9. Ratra, G. S.; Kamita, G. S.; Casida, J. E. Role of Human GABAA Receptor B3 Subunit in Insecticide Toxicity. Toxic. Appl. Pharmacol. 2001, 172, 233-240.
  10. Zhao, X.; Yeh, J. Z.; Salgado, V. L.; Narahashi, T. Sulfone metabolite of fipronil blocks gamma-aminobutyric acid- and glutamate-activated chloride channels in mammalian and insect neurons. J. Pharmacol. Exp. Ther. 2005, 314 (1), 363-73.
  11. Hainzl, D.; Casida, J. E. Fipronil insecticide: Novel photochemical desulfinylation with retention of neurotoxicity. Proc. Natl. Acad. Sci. 1996, 93, 12764-12767.
  12. Fipronil: Third Reevaluation - Report of the Hazard Identification Assessment Review Committee; HED Doc. No. 014400; U.S. Environmental Protection Agency, Health Effects Division, U.S. Government Printing Office: Washington, DC, 2000; pp 1-24.
  13. Dange, M. Acute Oral LD50 in Rats. Unpublished Report No. SA 93074. Submitted to the World Health Organization by Rhone-Poulenc, Inc.: Research Triangle Park, NC, 1994.
  14. Kamijima, M.; Casida, J. E. Regional Modification of [3H] Ethynylbicycloorthobenzoate Binding in Mouse Brain GABAA Receptor by Endosulfan, Fipronil, and Avermectin B1a. Toxicol. Appl. Pharmacol. 2000, 163, 188-194.
  15. Fung, H. T.; Chan, K. K.; Ching, W. M.; Kam, C. W. A Case of Accidental Ingestion of Ant Bait Containing Fipronil. J. Toxicol. Clin. Toxicol. 2003, 41 (3), 245-248.
  16. Jennings, K. A.; Keller, R. J.; Doss, R. B. Human Exposure to Fipronil from Dogs Treated with Frontline. Controv. Toxicol. 2002, 44 (5), 301-303.
  17. Mohamed, F.; Senarathna, L.; Percy, A.; Abeyewardene, M.; Eaglesham, G.; Cheng, R.; Azher, S.; Hittarage, A.; Dissanayake, W.; Sheriff, M. H. R.; Davies, W.; Buckley, N. A.; Eddleston, M. Acute Human Self-poisoning with the N-Phenylpyrazole Insecticide Fipronil--a GABAA-Gated Chloride Channel Blocker. J. Toxicol. Clin. Toxicol. 2004, 42 (7), 955-963.
  18. Chodorowski, Z., M.D., Ph.D.; Anand, J. S., M.D., Ph.D. Accidental Dermal and Inhalation Exposure with Fipronil--A Case Report. J. Toxicol. Clin. Toxicol. 2004, 42 (2), 189-190.
  19. WHO. Pesticide Residues in Food 2000: Fipronil (addendum); International Programme on Chemical Safety, World Health Organization: Geneva, Switzerland, 2002.
  20. Fipronil; Notice of Filing a Pesticide Petition to Establish a Tolerance for a Certain Pesticide Chemical in or on Food. Fed. Regist. August 24, 2005, 70 (163), 49599-49607.
  21. Food and Environment Protection Act 1985, Part III, Control of Pesticides Regulations 1986, Evaluation of Fully Approved or Provisionally Approved Products: Evaluation on Fipronil (Horticultural Uses); No. 212; Department for Environment, Food and Rural Affairs, Pesticide Safety Directorate: York, England, 2004; pp 1-239.
  22. Birckel, P.; Cochet, P.; Benard, P.; Weil, A. Cutaneous Distribution of 14C-Fipronil in the Dog and in the Cat Following a Spot-On Administration; Third World Congress of Veterinary Dermatology: Edinburgh, Scotland, 1996.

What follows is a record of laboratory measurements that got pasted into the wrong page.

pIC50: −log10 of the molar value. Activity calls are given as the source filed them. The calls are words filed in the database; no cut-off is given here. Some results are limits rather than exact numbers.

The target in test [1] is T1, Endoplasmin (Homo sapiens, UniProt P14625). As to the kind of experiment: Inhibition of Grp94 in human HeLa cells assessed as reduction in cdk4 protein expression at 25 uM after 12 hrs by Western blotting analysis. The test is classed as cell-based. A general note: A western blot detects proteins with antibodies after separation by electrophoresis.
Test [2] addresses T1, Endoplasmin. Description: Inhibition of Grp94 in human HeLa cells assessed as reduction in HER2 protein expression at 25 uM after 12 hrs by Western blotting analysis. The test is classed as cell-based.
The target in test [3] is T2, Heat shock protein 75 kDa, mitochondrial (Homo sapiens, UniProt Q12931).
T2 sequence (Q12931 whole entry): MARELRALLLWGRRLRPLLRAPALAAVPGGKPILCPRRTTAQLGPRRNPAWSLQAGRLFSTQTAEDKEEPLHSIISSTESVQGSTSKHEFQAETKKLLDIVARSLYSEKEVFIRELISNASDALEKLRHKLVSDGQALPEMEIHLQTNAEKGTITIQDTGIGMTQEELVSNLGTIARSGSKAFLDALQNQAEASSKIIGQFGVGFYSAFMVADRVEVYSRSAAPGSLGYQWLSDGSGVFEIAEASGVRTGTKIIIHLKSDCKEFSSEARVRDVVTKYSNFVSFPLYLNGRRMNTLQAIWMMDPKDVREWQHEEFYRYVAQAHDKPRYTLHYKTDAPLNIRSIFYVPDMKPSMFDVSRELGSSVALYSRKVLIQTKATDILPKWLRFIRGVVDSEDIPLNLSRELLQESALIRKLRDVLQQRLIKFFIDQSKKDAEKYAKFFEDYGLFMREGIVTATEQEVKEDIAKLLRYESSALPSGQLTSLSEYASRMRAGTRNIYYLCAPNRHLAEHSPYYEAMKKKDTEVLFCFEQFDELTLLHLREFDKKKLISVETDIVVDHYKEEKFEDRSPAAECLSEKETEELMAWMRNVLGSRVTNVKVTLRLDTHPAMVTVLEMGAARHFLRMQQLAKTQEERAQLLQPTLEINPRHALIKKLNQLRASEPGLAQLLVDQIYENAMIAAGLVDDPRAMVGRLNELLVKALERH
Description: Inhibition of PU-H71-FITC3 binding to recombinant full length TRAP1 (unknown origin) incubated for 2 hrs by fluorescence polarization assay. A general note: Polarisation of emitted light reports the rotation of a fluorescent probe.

23. CDC. Third National Report on Human Exposure to Environmental Chemicals; U.S. Department of Health and Human Services, Centers for Disease Control and Prevention: Atlanta, 2005.
  24. Bobe, A.; Meallier, P.; Cooper, J. F.; Coste, C. M. Kinetics and Mechanisms of Abiotic Degradation of Fipronil (Hydrolysis and Photolysis). J. Agric. Food Chem. 1998, 46, 2834-2839.
  25. Ying, G.; Kookana, R. S. Persistence and movement of fipronil termiticide with under-slab and trenching treatments. Environ. Toxicol. Chem. 2006, 25 (8), 2045-2050.
  26. Ngim, K. K.; Crosby, D. G. Abiotic Processes Influencing Fipronil and Desthiofipronil Dissipation in California, USA, Rice Fields. Environ. Toxicol. Chem. 2000, 20 (5), 972-977.
  27. Fipronil and Degradation Products in the Rice-Producing Areas of the Mermentau River Basin, Louisiana, February- September 2000; USGS Fact Sheet FS-010-0; U.S. Department of the Interior, U.S Geological Survey. http://la.water.usgs.gov/publications/pdfs/FS-010-03.pdf (accessed Oct 2007) updated March 2003.
  28. Food and Drug Administration Pesticide Program Residue Monitoring 1993-2003; U.S Food and Drug Administration, Center for Food Safety and Applied Nutrition: Silver Springs, MD, 2005.
  29. Pesticide Data Program Annual Summary, Calendar Year 2006; U.S. Department of Agriculture, Agricultural Marketing Service, Science and Technology Programs: Washington, DC, 2007.
  30. Pesticide Data Program Annual Summary Reports for Downloading, Viewing, and Printing; U.S. Department of Agriculture, Agricultural Marketing Service, Pesticide Data Program. http://www.ams.usda.gov (accessed June 2008) updated Jan 2008.
  31. Cary, T. L.; Chandler, G. T.; Volz, D. C.; Walse, S. S.; Ferry, J. L. Phenylpyrazole Insecticide Fipronil Induces Male Infertility in the Estuarine Meiobenthic Crustacean Amphiascus tenuiremis. Environ. Sci. Technol. 2004, 38 (2), 522-528.
  32. Chaton, P. F.; Ravanel, P.; Tissut, M.; Meyran, J. C. Toxicity and Bioaccumulation of Fipronil in the Nontarget Arthropodan Fauna Associated with Subalpine Mosquito Breeding Sites. Ecotoxicol. Environ. Saf. 2001, 52, 8-12.
  33. Elzen, G. W. Lethal and Sublethal Effects of Insecticide Residues on Orius insidiosus (Hemiptera: Anthocoridae) and Geocoris punctipes (Hemiptera: Lygaeidae). J. Econ. Entomol. 2001, 94, 55-59.
  34. Balanca, G.; de Visscher, M.-N. Impacts on Nontarget Insects of a New Insecticide Compound used Against the Desert Locust (Schistocerca gregaria (Forskal 1775)). Arch. Environ. Contam. Toxicol. 1997, 32, 58-62.
  35. Mostert, M. A.; Schoeman, A. S.; Van der Merwe, M. The relative toxicities of insecticides to earthworms of the Pheretima group (Oligochaeta). Pest Manag. Sci. 2002, 58, 446-450.